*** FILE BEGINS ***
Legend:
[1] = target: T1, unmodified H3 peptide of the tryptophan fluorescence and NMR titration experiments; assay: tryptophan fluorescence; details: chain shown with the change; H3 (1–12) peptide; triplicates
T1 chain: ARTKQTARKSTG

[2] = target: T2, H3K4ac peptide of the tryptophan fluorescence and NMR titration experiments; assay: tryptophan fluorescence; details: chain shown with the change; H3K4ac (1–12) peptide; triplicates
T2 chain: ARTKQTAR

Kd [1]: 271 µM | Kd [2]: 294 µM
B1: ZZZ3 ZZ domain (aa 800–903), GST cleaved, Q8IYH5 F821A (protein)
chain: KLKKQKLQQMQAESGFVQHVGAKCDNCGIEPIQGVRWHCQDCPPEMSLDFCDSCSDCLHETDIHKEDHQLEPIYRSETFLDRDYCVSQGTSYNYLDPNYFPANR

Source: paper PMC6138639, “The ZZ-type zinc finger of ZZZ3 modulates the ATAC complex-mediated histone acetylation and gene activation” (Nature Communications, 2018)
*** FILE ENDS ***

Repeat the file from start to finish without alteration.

Legend:
[1] = target: T1, unmodified H3 peptide of the tryptophan fluorescence and NMR titration experiments; assay: tryptophan fluorescence; details: chain shown with the change; H3 (1–12) peptide; triplicates
T1 chain: ARTKQTARKSTG

[2] = target: T2, H3K4ac peptide of the tryptophan fluorescence and NMR titration experiments; assay: tryptophan fluorescence; details: chain shown with the change; H3K4ac (1–12) peptide; triplicates
T2 chain: ARTKQTAR

Kd [1]: 271 µM | Kd [2]: 294 µM
B1: ZZZ3 ZZ domain (aa 800–903), GST cleaved, Q8IYH5 F821A (protein)
chain: KLKKQKLQQMQAESGFVQHVGAKCDNCGIEPIQGVRWHCQDCPPEMSLDFCDSCSDCLHETDIHKEDHQLEPIYRSETFLDRDYCVSQGTSYNYLDPNYFPANR

Source: paper PMC6138639, “The ZZ-type zinc finger of ZZZ3 modulates the ATAC complex-mediated histone acetylation and gene activation” (Nature Communications, 2018)